Glade House – Pompolona Lodge
The generator fired up and the lights came on at Glade House; our first full day of walking the Milford Track had arrived!
Morning light coming into Clinton Valley near Glade House.
For all that this may be ‘glamping’ (the queen-sized bed & ensuite option, hot showers, prepared meals, small pack size) our guides weren’t shy about mustering everyone out of their rooms to be back on the track for an 8:30-9:00am start. Slave drivers! Had they no pity for us poor guests who’d walked a whole 1 mile (officially) of the track yesterday? (I think the 3hr bus ride was more exhausting than the short walk at the end.)
Milford Track Profile – there’s a very gradual incline over 9 miles for our walk on Day 2
Officially we had 10 miles (16km) to walk today (at the end our GPS recorded 14.5km (~9 miles), mostly following the river up the valley. We could knock that off in a few hours – surely they could have let us have half an hour more to get our stuff together?
But we didn’t grumble out loud (that I can remember). And if we did we weren’t the only ones. And we certainly were not (quite) the last ones to leave Glade House. Even so, there were a lot of eager people ready to go at 8.30am! We saw them – an impatient group – as we were heading back from breakfast to finish packing.
It wasn’t long before we were under way, an there was certainly a lot of scenery to appreciate.
The Clinton River was mirror-like on this beautiful morning as we waved good-bye to Glade House. A perfect day for a hike!
The Clinton River near Glade House
Silver beech trees provide a dappled light on the path
We passed Sentinel Peak then followed the river up the Clinton Valley which is to the west of the peak. The mountains and the clear blue/green water were what drew our attention the most.
The beautiful crystal-clear Clinton River
This was an unusual swampy section (off-shoot to the main track) – very reminiscent of vegetation we’ve seen around the highlands in Tasmania
Since it was such a large group, we didn’t spread out much for a while. When Claude, the head guide who was up the front, stopped to point something out only the people right up the front near her could hear. The other guides who were spaced out among the guests could have a guess what she was saying if it was a ‘usual’ stop, but sometimes had as little idea about what she was saying as we did. It was a bit frustrating because it wasn’t supposed to be a stop-start group walk, but that was the result of having been hurried out the door so we wouldn’t be left behind. It wasn’t until after the first stop for morning tea that we all spread out a bit more.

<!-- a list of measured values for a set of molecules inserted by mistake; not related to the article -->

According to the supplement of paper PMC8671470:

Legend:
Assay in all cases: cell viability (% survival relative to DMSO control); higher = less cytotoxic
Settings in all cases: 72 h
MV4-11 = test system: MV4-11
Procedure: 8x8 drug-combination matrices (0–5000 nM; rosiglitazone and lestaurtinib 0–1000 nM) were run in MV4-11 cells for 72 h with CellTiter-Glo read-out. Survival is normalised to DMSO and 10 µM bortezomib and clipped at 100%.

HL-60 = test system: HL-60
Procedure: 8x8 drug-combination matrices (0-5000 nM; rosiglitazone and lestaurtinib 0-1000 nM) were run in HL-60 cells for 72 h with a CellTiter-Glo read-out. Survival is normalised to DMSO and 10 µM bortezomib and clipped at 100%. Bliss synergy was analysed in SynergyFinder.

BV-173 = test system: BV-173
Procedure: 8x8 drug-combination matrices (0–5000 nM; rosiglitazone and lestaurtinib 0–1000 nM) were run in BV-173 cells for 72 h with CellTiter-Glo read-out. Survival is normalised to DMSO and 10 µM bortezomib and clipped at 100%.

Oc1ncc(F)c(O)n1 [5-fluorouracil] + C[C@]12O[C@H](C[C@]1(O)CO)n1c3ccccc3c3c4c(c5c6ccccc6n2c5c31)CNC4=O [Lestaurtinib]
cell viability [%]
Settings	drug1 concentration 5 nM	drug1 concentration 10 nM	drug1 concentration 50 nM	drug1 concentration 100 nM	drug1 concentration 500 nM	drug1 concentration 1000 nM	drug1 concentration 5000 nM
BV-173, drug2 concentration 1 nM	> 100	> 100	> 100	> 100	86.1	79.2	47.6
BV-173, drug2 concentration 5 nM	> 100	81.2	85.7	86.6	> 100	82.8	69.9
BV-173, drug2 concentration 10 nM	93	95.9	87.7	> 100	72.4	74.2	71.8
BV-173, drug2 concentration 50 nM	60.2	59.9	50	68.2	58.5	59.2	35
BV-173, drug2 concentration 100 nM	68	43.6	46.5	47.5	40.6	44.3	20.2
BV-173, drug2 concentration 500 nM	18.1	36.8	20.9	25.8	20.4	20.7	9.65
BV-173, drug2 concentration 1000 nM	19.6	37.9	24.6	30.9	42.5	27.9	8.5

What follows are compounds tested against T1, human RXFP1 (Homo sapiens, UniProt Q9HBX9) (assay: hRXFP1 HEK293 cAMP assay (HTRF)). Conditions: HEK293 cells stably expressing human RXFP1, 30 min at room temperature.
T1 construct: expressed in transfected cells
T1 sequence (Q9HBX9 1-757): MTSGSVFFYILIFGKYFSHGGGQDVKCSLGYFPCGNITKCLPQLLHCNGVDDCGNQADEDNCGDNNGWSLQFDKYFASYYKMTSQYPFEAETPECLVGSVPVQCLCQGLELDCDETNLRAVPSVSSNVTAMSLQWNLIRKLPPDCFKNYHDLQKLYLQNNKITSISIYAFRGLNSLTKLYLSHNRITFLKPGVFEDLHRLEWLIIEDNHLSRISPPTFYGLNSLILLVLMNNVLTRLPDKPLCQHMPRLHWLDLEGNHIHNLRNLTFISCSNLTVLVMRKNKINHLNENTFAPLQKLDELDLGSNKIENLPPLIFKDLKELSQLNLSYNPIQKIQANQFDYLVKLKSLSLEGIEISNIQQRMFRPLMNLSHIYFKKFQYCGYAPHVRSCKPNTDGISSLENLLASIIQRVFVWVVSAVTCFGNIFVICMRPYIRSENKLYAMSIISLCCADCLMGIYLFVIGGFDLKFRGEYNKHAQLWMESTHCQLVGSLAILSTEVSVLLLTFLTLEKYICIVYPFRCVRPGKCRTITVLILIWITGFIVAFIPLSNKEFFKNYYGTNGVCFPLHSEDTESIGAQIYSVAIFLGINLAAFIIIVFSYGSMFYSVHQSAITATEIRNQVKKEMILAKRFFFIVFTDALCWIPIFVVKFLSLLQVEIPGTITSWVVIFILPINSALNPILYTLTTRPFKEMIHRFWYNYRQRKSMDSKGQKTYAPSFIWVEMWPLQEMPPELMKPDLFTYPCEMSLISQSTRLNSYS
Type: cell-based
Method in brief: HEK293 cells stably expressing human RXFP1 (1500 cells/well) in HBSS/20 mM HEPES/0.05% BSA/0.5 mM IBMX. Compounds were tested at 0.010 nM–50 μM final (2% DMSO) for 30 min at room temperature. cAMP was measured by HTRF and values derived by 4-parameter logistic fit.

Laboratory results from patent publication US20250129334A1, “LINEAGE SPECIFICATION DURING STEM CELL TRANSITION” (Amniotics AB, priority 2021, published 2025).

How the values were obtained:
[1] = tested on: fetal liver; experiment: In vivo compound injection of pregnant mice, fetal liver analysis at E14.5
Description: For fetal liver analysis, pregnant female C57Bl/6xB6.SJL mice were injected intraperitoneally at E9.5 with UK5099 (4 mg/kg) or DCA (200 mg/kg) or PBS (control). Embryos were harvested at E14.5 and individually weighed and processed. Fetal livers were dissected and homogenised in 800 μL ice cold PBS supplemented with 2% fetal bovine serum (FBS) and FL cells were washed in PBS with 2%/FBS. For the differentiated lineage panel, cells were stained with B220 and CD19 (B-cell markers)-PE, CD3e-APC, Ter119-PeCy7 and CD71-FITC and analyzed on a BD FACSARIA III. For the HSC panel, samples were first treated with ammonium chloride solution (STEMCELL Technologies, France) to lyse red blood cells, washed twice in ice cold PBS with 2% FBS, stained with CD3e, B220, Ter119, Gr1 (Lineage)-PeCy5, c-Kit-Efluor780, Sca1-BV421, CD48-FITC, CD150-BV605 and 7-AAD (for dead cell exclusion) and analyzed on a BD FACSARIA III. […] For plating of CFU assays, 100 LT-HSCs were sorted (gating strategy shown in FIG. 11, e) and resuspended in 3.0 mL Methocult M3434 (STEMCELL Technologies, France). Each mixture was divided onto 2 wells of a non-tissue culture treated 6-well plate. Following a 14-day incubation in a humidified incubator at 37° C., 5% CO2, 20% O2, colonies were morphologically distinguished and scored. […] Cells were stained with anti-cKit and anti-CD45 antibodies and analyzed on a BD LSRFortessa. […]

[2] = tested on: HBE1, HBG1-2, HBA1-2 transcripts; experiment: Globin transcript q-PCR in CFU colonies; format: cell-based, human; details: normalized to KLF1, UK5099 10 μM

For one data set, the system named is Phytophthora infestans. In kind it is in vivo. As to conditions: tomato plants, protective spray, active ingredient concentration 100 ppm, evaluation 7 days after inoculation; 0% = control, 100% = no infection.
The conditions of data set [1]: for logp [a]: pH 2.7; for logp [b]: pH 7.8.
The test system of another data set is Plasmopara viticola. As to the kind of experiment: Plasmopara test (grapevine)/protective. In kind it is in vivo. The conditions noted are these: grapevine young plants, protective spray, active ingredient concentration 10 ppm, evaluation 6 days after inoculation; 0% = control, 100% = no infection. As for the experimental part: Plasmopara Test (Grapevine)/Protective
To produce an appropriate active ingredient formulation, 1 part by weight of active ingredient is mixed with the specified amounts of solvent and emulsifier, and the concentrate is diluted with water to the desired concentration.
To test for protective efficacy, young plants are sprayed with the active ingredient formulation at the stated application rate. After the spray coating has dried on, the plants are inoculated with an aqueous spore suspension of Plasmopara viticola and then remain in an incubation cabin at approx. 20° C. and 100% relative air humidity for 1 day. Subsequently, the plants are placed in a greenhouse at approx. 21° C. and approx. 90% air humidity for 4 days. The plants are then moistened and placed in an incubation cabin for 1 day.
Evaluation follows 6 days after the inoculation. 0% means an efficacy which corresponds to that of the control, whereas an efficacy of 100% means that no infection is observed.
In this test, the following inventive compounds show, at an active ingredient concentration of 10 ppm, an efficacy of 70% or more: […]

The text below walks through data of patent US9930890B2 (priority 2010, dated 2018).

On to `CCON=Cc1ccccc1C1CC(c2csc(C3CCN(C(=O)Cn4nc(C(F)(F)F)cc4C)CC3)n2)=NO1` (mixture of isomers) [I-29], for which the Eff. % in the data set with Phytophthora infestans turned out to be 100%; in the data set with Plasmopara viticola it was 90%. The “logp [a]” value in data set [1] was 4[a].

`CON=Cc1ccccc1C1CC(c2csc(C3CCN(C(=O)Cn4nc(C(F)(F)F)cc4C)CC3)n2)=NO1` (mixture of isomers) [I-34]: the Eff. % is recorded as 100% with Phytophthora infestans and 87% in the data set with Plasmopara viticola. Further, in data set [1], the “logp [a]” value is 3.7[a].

Morning tea at Clinton Hut – the first of four DOC huts on the Track for independent hikers. Pretty good compared with some public huts we’ve seen, but much more spartan than Glade House!
I could stare at this all day – and wish I was there to jump in!
This is as close as I got to a dip in the Clinton River
The increased number of sandflies by the river keep your artistic shots to a minimum.
The Track isn’t hard to follow.
Some of the mosses and ferns that grow at ground level.
There was a perfect spot to go for a swim at lunch, but as there were a couple of clouds around then it wasn’t warm enough to tempt me that much! Well, it was more the hassle of getting dry again afterwards and the prospect of walking in damp clothes. Someone was brave enough to try it, but I gather he wasn’t in for very long!
I was temped again by a clear green pool… no salt or chlorine here! Or leaches!
We didn’t want to stop too long for lunch to avoid stiffening up, but it seemed most people were happy to sit around, and (in contrast to that morning) the guides didn’t seem to think it necessary to get people moving again. We were visited by a Kea who didn’t mind being the centre of attention, and we got some good close-up photos whilst keeping an eye out for our packs incase more Kea’s were sneaking up to attack them while our attention was diverted!
Kea’s are an inquisitive, alpine native parrot – check out the length of the top bill.
They are beautifully coloured birds, with an orangey-red rump and blue on the wings seen best when in flight
“Hey lady, wanna share your lunch?”
Interestingly, you can’t get insurance for Kea damage to your car. One guy there said that he was stopped at the Hommer Tunnel once, and in the time it took him to visit the loo, they’d pulled off the rubber around his windscreen and it had fallen out! Cheeky Kea’s!!
The track doesn’t keep to the bank of the Clinton River the whole way up the valley. The beech forests are cool and green. Through here the track is pretty easy walking, but remember – it wasn’t always that way. Qunintin Mackinnon would have found the way very difficult – just look at the forest on the side of the path.
A mossy section of forest
The track is very well maintained. Until 1954 it was the only way to get to Milford Sound; these days 14,000 people walk the track each season! (Milford Track History) There are still a few relics left from the days when this was the ‘main road’, such as this telegraph wire insulator in the tree trunk: